In order to restore the patients’ competence in performing daily tasks a controlled increase of joint loads and range of motion is often aimed for throughout a rehabilitation program. The maximum joint forces during aquatic exercises lay in a wide range of 32 to 396%BW. As shown by the results, the peak joint forces can be easily modulated by the type of exercise, movement velocity and additional resistive devices. Lowest joint forces can generally be expected during slow non-weight-bearing activities, followed by weight-bearing activities and dynamic activities where peak joint forces similar to the ones during daily activities [26–28] were reached. With median peak values of 281%BW (hip) and 290%BW (knee) the joint loads during dynamic aquatic exercises were in a similar range as during walking on land. A controlled force increase can furthermore be achieved by higher movement velocities and additional resistive devices.
Furthermore, aquatic exercise aims at restoring or improving the overall mobility. Even in this small group of subjects it became apparent that certain dynamic exercises could not be performed on land by some subjects whereas in the water the same exercise was easily accomplished.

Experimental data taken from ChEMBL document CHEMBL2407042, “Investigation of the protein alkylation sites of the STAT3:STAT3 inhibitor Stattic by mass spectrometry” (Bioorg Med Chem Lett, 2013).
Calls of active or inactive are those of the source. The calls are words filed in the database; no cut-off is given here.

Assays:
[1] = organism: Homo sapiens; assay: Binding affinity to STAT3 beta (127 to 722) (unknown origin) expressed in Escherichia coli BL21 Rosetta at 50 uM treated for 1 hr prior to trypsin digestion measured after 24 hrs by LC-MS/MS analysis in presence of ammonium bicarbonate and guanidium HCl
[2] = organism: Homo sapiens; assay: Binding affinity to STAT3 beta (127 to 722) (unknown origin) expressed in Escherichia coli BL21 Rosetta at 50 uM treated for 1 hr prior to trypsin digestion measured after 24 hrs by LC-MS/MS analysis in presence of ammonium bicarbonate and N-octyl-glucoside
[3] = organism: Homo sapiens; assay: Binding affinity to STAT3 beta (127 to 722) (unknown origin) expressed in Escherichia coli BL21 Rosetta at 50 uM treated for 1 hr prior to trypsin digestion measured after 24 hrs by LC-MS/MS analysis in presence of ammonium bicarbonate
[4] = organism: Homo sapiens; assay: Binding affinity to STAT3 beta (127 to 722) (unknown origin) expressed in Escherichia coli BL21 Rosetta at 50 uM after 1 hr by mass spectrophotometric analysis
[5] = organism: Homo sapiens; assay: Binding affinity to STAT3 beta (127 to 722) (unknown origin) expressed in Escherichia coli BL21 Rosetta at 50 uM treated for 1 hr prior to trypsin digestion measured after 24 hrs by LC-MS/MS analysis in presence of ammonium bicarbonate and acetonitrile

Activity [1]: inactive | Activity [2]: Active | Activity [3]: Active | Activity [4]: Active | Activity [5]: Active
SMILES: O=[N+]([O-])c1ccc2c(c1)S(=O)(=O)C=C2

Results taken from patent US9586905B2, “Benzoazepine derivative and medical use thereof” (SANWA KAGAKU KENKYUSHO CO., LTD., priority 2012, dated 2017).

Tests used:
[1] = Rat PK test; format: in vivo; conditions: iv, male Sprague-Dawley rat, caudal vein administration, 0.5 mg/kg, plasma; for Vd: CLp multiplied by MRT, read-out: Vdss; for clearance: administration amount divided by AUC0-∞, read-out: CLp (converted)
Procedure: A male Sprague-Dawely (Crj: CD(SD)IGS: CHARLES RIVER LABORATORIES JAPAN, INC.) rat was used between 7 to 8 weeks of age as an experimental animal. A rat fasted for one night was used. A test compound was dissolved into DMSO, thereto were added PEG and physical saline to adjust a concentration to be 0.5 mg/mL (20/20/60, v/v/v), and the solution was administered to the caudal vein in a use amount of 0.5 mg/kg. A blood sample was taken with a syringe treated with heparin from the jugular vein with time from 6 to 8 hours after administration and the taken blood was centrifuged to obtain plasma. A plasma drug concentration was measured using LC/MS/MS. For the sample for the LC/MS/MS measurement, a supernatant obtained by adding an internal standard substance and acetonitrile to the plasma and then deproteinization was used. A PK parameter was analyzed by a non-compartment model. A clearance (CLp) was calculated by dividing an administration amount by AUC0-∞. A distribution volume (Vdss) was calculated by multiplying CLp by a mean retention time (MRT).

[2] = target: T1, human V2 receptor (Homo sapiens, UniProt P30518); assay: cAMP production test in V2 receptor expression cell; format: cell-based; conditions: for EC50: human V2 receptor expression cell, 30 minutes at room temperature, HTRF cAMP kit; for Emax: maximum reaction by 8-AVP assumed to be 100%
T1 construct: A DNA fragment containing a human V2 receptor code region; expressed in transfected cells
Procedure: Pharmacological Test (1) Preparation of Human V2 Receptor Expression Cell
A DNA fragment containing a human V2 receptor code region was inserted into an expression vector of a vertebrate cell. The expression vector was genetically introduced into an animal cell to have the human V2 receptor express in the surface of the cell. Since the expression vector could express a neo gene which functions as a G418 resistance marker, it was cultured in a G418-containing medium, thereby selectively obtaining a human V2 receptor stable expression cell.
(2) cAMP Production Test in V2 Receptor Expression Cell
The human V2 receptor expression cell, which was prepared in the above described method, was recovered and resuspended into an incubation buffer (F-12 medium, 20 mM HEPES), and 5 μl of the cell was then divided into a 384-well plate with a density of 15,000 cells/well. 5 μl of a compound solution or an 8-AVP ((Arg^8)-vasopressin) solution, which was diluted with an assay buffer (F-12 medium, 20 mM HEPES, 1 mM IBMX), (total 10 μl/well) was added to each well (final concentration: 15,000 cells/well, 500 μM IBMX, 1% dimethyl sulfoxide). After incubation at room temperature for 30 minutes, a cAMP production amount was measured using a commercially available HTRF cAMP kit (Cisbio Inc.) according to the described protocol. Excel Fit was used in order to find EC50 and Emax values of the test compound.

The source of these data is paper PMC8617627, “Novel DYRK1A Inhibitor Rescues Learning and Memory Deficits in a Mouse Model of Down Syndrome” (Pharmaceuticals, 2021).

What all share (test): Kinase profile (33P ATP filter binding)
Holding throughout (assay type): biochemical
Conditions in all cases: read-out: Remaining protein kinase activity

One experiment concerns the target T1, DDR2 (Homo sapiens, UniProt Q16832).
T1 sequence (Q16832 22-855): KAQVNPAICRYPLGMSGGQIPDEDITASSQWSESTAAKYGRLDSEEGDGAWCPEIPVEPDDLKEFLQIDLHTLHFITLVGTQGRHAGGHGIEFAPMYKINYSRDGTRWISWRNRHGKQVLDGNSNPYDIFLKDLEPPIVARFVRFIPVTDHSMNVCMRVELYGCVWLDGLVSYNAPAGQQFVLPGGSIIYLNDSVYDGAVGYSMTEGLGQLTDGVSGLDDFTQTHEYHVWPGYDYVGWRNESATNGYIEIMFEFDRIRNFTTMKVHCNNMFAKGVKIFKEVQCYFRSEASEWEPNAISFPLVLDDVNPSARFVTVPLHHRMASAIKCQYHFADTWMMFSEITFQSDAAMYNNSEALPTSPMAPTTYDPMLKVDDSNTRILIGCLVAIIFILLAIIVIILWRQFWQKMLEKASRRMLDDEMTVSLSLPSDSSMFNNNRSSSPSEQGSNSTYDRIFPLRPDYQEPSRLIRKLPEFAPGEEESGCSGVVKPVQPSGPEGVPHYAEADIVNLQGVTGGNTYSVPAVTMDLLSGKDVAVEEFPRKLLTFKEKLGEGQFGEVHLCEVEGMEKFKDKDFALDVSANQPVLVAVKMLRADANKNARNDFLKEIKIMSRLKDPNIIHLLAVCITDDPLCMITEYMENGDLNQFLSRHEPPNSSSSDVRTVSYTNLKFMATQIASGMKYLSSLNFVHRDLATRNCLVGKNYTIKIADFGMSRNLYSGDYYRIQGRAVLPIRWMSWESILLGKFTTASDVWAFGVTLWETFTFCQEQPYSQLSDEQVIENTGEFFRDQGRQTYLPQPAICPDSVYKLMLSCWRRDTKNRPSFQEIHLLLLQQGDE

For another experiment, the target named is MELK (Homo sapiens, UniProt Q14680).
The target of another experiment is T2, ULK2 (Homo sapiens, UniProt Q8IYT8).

A limitation of this study is the small sample size of only 6 patients per group and multiple comparisons were performed leading to an increased risk of false positive results. Due to the small sample size only prominent effects can be detected with this study design and the exploratory rather than confirmatory character of this study has to be acknowledged. However, this study presents the greatest group of patients with instrumented implants currently available and is the first one reporting in vivo measured joint forces in water.
Furthermore, a limitation of this study is the fact that the movement velocity, which has an influence on joint loading, was only controlled for during the non-weight-bearing activities. In general, the self-chosen movement velocity during weight-bearing and dynamic exercises was slower in water than on land. However, this study aims at addressing the clinical practice where the movement velocity in water is generally considerably slower that on land.